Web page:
In Galatians, Paul deals with this subject of the purpose of the law in great length. In chapter 3 he gets right to the point – “Wherefore then serveth the law? It was added because of transgressions, till the seed should come to whom the promise was made; and it was ordained by angels in the hand of a mediator…. Is the law then against the promises of God? God forbid: for if there had been a law given which could have given life, verily righteousness should have been by the law. But the scripture hath concluded all under sin…”
Why is the Bible so neglected by our society? Isn’t it because sinners don’t really want to see what they look like? Sure we don’t want to come to the realization that the god we worship is not the true God. But more than that we don’t want to know how ugly and terrible we really are. It’s the purpose of the Bible to do exactly that.
So the oracles of God, and particularly the Law, is a gift from God first to teach us about the Lord, and secondly to teach us about ourselves.
The Christians of Galatia were being deceived by religious heretics into thinking that the Law was the means of pleasing God. They were being told that if they obeyed the Law as best they could, they would be granted eternal life. It was nothing but lies and impossibilities. Galatians 3:21-24 – “Is the law then against the promises of God? God forbid: for if there had been a law given which could have given life, verily righteousness should have been by the law. But the scripture hath concluded all under sin, that the promise by faith of Jesus Christ might be given to them that believe. But before faith came, we were kept under the law, shut up unto the faith which should afterwards be revealed. Wherefore the law was our schoolmaster ….” The Law of God is not the sinner’s saviour, and it is not God Himself, but the slave of God – the Father. “The law was our schoolmaster to bring us unto Christ, that we might be justified by faith.” The Law reveals the perfect holiness of God, and it clearly shows that we haven’t come up the first rung of the holiness ladder. And if this schoolmaster can teach us those two things, then its ultimate purpose may be reached – we need help – we need a Saviour.
You don’t see this very often any more, but once in while, especially in small towns, you can see a sign that simply says “Hospital.” There are a number of implications in that simple, one-word sign. First, in the days before sound-proofing, for the sake of the sick and suffering, it was urged that people be quiet in the vicinity of an hospital. Second, it hinted, “be careful,” there might be emergency vehicles in the area. And then third it said, “If you are injured, there are doctors nearby.” Let’s say that someone had cut his hand off, and he was bleeding profusely. What if he saw the sign “Hospital,” and he thought that he could get some help there, so he stopped and sat down underneath the sign and waited to be healed? Chances are, he would bleed to death despite the message of the sign and all his good intentions. The sign was only an invitation to come to the physician for the treatment that he needed.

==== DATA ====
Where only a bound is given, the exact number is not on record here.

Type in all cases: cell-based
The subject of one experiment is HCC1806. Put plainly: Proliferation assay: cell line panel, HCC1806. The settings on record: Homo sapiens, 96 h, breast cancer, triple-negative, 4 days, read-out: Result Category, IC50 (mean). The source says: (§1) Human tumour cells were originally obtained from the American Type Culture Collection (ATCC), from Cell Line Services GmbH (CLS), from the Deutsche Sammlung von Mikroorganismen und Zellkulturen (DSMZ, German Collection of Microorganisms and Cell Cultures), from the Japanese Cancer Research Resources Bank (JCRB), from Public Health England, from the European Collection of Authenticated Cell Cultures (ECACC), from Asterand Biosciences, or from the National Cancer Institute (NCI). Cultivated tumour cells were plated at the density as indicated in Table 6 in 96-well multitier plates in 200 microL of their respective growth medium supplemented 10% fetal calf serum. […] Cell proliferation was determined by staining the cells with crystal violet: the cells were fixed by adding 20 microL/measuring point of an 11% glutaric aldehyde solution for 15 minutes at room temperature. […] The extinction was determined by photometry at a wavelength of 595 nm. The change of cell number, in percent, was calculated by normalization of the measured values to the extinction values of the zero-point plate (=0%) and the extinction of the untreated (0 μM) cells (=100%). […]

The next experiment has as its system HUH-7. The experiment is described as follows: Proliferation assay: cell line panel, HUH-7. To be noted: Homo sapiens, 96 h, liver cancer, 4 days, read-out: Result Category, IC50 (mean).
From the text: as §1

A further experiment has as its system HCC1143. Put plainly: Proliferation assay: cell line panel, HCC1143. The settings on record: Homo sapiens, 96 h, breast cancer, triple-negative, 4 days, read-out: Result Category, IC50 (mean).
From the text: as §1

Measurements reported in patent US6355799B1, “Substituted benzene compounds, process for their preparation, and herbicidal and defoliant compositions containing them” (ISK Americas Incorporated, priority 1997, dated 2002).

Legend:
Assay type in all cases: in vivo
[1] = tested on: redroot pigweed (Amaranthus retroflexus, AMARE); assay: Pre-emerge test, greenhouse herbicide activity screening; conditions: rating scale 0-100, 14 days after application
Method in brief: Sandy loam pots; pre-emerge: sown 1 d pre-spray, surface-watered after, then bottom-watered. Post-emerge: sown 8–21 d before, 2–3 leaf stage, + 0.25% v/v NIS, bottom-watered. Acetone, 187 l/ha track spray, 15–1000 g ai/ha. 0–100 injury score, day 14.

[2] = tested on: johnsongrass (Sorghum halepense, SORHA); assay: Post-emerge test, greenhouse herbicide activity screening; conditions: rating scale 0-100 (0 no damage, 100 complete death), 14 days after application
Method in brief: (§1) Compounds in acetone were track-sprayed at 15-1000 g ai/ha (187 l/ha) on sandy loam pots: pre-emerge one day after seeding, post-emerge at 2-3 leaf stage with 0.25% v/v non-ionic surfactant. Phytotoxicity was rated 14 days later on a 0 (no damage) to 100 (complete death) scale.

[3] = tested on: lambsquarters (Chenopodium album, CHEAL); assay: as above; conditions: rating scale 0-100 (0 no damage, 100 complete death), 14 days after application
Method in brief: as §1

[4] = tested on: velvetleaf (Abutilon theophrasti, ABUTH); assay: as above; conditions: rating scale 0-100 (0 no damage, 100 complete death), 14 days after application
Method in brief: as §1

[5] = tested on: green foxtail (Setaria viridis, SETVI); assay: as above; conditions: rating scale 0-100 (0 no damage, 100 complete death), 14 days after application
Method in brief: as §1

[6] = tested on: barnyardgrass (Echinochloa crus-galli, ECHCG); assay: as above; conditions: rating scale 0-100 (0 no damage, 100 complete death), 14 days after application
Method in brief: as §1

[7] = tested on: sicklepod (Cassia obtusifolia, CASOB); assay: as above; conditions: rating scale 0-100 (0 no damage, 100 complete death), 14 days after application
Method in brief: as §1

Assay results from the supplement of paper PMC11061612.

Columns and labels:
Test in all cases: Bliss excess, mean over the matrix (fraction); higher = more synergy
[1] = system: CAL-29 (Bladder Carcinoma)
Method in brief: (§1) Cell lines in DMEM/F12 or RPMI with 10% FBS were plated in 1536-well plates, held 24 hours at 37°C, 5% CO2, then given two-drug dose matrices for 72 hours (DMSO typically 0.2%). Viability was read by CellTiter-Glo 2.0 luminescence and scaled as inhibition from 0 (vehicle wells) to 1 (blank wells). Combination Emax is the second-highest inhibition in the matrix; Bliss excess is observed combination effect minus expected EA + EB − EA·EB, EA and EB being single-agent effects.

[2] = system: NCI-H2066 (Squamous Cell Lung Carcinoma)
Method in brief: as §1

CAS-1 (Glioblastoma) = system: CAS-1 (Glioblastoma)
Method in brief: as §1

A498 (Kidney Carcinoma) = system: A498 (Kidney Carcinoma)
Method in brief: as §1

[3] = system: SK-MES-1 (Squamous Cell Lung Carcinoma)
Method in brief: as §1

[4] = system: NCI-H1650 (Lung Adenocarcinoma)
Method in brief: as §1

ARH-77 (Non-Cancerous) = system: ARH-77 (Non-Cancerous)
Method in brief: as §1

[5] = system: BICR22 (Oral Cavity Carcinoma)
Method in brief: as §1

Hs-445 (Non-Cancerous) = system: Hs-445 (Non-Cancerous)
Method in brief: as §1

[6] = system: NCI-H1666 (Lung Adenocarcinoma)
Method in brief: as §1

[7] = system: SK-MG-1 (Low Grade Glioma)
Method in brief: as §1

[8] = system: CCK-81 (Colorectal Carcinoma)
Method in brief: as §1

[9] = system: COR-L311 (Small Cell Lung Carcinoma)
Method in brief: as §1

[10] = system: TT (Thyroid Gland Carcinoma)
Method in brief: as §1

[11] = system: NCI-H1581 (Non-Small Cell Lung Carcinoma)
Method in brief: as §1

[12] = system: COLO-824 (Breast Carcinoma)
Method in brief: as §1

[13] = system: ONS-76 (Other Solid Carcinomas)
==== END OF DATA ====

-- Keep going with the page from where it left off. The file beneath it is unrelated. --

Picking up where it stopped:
The Law cuts off our hands and feet, our hearts and our pride, and then points us to the Lord Jesus Christ. “What shall we say then? Is the law sin? God forbid. Nay, I had not known sin, but by the law: for I had not known lust, except the law had said, Thou shalt not covet” – Romans 7. We are justified by faith; we are made whole, not by the law but by the grace of God, who wrote that law. Romans 3:19 – “Now we know that what things soever the law saith, it saith to them who are under the law: that every mouth may be stopped, and all the world may become guilty before God. Therefore by the deeds of the law there shall no flesh be justified in his sight: for by the law is the knowledge of sin. All have sinned, and come short of the glory of God; Being justified freely by his grace through the redemption that is in Christ Jesus: Whom God hath set forth to be a propitiation through faith in his blood, to declare his righteousness for the remission of sins… Where is boasting then? It is excluded. By what law? of works? Nay: but by the law of faith. Therefore we conclude that a man is justified by faith without the deeds of the law.”
The law says that you are a sinner, falling infinitely short of the glory and righteousness of God. It proves that you haven’t got a hope or a prayer at obedience sufficient to make you righteous. It tells you that you need a Saviour, and that Saviour is Christ Jesus, the Son of God. It tells you to repent of your sinful condition and the sins that you have committed. It tells you to put your faith and hope in Christ to redeem you from your sins. Have you done that? Have you repented of your sins and is your faith in the Lord Jesus Christ? Will you do that this morning?